New Year’s Recipe: Buttermilk Donuts

Not that anyone should ever really need an excuse to make donuts, but as it happens, donuts are apparently a Dutch New Year’s tradition, which makes these timely as well as delicious.

Frying for the first time is daunting, particularly coming off two heavy (and therefore accident-prone) days of holiday cooking in the past month, but with a good thermometer and a healthy dose of patience, it really needn’t deter anyone.

Recipe adapted from Baked Explorations.

For the donuts:

3 1/2 cups all-purpose flour
3/4 cup sugar
1/2 teaspoon baking soda
2 teaspoons baking powder
1 teaspoon salt
1 teaspoon nutmeg
1 teaspoon cinnamon
2 eggs
2/3 cup buttermilk
1/4 cup sour cream
1/4 cup butter, melted and cooled
1/2 gallon vegetable oil for frying

For the toppings:


4 oz. 60-70% dark chocolate, coarsely chopped
1/2 cup heavy cream
2 tablespoons butter


2 cups powdered sugar
1/4 cup milk
1/2 tablespoons vanilla extract

Cinnamon sugar:

1 1/4 cups sugar
3 tablespoons cinnamon

Line one baking sheet with parchment paper and another with paper towels. Whisk the dry ingredients together in a large bowl. In a smaller bowl, whisk the eggs, buttermilk, and sour cream, then add the butter. Slowly fold the wet ingredients into the dry mixture with a rubber spatula. Move the dough to a lightly floured work surface and pat it out until it’s about 1/2 inch thick.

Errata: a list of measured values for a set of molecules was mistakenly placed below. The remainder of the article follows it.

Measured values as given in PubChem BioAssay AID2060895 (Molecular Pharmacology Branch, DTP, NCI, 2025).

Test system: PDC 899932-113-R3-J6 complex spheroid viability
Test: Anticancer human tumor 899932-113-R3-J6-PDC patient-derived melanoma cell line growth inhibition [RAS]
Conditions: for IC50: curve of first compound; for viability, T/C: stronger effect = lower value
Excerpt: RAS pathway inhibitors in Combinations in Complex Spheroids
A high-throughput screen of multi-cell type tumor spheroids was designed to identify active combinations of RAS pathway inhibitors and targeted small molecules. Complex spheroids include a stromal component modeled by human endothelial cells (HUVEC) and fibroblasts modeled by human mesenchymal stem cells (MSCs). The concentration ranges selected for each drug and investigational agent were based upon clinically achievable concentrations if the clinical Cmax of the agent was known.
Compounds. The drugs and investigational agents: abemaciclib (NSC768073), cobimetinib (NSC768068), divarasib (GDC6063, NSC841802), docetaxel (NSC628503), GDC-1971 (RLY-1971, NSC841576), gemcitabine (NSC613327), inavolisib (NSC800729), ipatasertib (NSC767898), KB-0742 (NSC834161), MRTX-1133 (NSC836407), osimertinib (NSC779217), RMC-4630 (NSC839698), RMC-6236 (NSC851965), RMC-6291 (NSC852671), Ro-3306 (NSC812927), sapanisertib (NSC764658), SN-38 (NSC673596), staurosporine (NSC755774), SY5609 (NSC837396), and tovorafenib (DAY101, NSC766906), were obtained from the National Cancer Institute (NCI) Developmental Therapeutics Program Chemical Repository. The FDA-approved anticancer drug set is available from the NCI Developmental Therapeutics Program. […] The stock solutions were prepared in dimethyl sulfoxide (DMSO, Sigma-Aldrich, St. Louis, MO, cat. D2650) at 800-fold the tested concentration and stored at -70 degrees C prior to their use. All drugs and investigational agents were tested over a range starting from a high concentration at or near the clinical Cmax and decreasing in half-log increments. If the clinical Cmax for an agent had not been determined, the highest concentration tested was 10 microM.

Cut out donuts with a 3 1/4-inch cookie cutter, and then cut out the donut holes with a 1 1/2-inch cutter. Place the finished donuts and holes on the parchment-lined sheet, and continue amassing scraps and cutting out as many donuts as possible (you should get about 10). Be sure to keep the cutters floured; the dough will be sticky. Chill the sheet of cutouts in the fridge while you heat the oil.

Pour enough vegetable oil into a Dutch oven to cover approximately 1 1/2 inches in depth. Over medium-high heat, slowly heat the oil until it’s 365-370° F. Be especially attentive as it approaches that temperature; it will surpass the target range quickly.

Make your preferred toppings while the oil heats. Note: Each topping recipe above makes enough for a full batch of donuts, so if you’re doing some of each, use only a half or a third of the ingredients.

Once the oil has hit its temperature, carefully place the donuts two at a time into the pan. After they’ve browned (1-3 minutes), flip them using a slotted spoon and cook for another minute. Transfer donuts to the paper-towel-lined sheet and repeat until all the dough has been fried. The donut holes can be done in two batches at the end, as they won’t take as long.

Dip the finished donuts into the toppings you’ve made, decorate with sprinkles if you so choose, and serve immediately. Donuts are always best served the day they were made, but good luck keeping these around even that long.

Monica Riese, BA ’09, blogs about baking at The Yeast I Can Do.


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